'Tis the season for pumpkin-flavored everything (dogs included).
Advertisement
woman holding homemade dog pumpkin treat with border collie looking on in background
Credit: Brie Passano

As the weather changes, so do our appetites. The air gets cooler, leaves get crunchier, and suddenly we're craving all things pumpkin and apple to ring in the best season of the year. September means the return of the coveted PSL, or pumpkin spice latte, to Starbucks. Since our pups can't indulge in the beloved coffee treat, we have to get creative and find another way to include them in the fall activities. So grab yourself a venti, light a maple-scented candle, and head to the kitchen to treat your pup to some festive fall dog treats.

While the following recipes are all made using dog-safe ingredients, it's important to limit the number of treats your dog eats to ten percent of their daily caloric intake, says Jenna Stregowski, RVT, and Daily Paws' pet health and behavior editor. Keep the number of special treats in mind to make sure your dog maintains a healthy weight and balanced diet.

Without further ado, here are five fall-flavored treat recipes to feed your dog, ranging from simple spoils to labors of love.

Pumpkin Carrot Dog Cupcakes

Pumpkin Carrot Dog Cupcakes
Credit: Jason Donnelly

There's nothing like the smell of fresh baked goods to fill your house with sweet scents during the fall season—and these pumpkin carrot dog cupcakes are no exception. With all the best ingredients for a scrumptious fall cupcake, you'll be taking a nibble for yourself before your dog comes running.

Simply mix your dry ingredients and wet ingredients separately, and then combine them along with the shredded carrot. Sneaking carrots into your pupcakes has added benefits: the beta-carotene that gives the carrot its color converts into vitamin A, which is good for your doggo's eyes.

Frozen Pumpkin Coconut Oil Dog Treats

peanut butter coconut oil treats
Credit: Jason Donnelly

Fall may be approaching, but that doesn't mean the weather in your area reflects that just yet. If it's still hot in your neck of the woods, these frozen pumpkin coconut oil dog treats will be a hit with your pup.

Preparation for these miniature popsicles only takes ten minutes and uses just five relatively common fall pantry staples: peanut butter, coconut oil, canned pumpkin, ground cinnamon, and ground turmeric. Simply microwave the peanut butter and coconut oil together until smooth. Mix in the rest of the ingredients, and you're ready to pour the mixture into silicone molds (bonus points for fall-themed molds) and freeze until hardened.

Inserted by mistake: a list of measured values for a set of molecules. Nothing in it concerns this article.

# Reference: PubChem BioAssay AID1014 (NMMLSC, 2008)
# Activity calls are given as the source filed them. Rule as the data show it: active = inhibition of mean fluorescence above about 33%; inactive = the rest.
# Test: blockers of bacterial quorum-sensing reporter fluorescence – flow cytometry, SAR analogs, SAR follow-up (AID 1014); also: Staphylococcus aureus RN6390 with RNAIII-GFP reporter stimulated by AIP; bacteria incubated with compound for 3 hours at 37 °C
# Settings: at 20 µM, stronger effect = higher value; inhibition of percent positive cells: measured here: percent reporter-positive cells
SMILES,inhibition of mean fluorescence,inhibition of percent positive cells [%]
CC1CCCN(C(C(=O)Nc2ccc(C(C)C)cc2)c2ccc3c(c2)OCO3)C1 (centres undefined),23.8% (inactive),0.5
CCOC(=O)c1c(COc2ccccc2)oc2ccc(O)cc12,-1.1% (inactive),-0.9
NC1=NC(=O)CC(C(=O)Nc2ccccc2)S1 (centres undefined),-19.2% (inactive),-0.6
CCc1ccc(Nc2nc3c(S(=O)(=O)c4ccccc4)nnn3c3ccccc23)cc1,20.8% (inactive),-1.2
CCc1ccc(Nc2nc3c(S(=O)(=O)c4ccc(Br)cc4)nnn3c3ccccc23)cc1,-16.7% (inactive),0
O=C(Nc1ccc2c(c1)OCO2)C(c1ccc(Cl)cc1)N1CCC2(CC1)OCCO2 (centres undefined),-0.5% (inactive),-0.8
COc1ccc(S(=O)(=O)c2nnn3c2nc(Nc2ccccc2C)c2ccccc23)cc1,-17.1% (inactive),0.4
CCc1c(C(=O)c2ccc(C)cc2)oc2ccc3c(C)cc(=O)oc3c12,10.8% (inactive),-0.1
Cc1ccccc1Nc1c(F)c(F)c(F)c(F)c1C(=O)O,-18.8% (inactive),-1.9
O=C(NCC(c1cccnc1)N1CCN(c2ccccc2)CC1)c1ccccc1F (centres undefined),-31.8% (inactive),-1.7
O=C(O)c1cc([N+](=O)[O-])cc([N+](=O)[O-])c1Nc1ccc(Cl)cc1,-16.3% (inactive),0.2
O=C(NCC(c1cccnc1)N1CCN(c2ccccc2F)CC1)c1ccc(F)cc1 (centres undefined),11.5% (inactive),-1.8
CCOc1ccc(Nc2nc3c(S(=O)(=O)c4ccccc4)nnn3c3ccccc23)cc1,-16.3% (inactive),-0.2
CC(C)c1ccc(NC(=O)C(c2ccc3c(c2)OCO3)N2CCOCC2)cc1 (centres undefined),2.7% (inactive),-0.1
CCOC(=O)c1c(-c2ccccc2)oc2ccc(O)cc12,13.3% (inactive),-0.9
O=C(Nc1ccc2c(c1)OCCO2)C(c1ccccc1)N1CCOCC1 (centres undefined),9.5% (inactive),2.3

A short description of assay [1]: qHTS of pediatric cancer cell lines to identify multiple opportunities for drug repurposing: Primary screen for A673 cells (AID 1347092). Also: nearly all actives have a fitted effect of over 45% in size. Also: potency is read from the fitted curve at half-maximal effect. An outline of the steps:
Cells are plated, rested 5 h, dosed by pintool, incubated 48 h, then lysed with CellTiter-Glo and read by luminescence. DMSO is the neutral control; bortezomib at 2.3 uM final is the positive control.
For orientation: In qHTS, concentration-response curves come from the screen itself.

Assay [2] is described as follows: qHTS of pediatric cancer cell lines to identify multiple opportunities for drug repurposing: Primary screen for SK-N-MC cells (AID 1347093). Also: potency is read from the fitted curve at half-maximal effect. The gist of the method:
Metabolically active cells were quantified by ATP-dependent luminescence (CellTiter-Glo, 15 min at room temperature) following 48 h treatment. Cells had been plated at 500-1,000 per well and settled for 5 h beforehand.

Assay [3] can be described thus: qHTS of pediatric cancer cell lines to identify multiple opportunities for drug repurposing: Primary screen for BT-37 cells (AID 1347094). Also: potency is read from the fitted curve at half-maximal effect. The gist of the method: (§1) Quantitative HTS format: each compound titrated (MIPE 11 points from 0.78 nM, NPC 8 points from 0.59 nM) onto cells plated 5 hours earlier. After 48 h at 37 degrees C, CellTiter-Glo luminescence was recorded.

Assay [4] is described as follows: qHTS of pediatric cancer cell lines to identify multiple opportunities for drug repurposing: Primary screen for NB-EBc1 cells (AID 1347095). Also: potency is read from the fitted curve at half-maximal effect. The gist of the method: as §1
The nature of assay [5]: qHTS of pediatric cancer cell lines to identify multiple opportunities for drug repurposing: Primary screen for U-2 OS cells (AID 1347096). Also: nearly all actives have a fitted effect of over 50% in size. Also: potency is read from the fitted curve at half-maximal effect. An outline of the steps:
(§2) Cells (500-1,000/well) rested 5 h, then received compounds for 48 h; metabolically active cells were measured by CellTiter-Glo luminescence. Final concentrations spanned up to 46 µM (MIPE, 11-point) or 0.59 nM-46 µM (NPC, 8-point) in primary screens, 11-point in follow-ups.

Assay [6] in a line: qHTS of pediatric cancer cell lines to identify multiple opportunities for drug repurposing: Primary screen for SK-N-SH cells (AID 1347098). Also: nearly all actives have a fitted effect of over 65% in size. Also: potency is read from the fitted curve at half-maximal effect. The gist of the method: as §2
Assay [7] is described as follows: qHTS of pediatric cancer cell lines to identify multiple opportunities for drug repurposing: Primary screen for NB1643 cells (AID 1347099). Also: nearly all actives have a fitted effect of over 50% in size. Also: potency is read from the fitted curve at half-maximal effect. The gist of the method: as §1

Pumpkin Dog Treats

woman holding plate of pumpkin treats for dogs
Credit: Jason Donnelly

You might normally buy a few cans of pumpkin from your local grocery store for the fall season, but make sure to grab a couple of extras this year specifically for your dog's homemade treats. Trust us, they'll run out before you can say, "pumpkin dog treats!"

Speaking of which, these simple pumpkin biscuit treats are made with canned pumpkin, wheat flour, flaxseed meal, egg, broth, and honey. Don't forget to grab a small pumpkin cookie cutter to make these extra festive!

Sweet Potato Dog Treats

cooking tray with Sweet Potato Dog Chews
Credit: Jason Donnelly

There are two types of humans in this world: the people who wait all year long for sweet potato casserole, and the people who despise it. We won't judge you either way, but now your dog can join in on the fall sweet potato craze with these easy sweet potato dog treats.

Making them is simple: just peel and slice your sweet potato into circles and place them on a baking sheet. Bake for about 3 hours until they're shrunken and dried out. Allow them to cool completely before serving, and store in the refrigerator for up to 3 weeks.

Sliced and Peeled Apples

sliced and diced apples
Credit: apples: nhk_nhk / Shutterstock

Don't forget about apples this fall! They're not just good for apple pie—they can be a sweet, refreshing treat for your dog, too. Apples, no matter the color or type, are a great source of fiber for your dog. Just be sure to remove the skin and cut it into small slices, discarding the core, seeds, and stem, before serving. And as with any new food, introduce it slowly and monitor your dog to make sure they aren't allergic or sensitive to apples.

If you make any of these treats, will you promise to take a video of them munching and crunching and send it to us? Thanks in advance.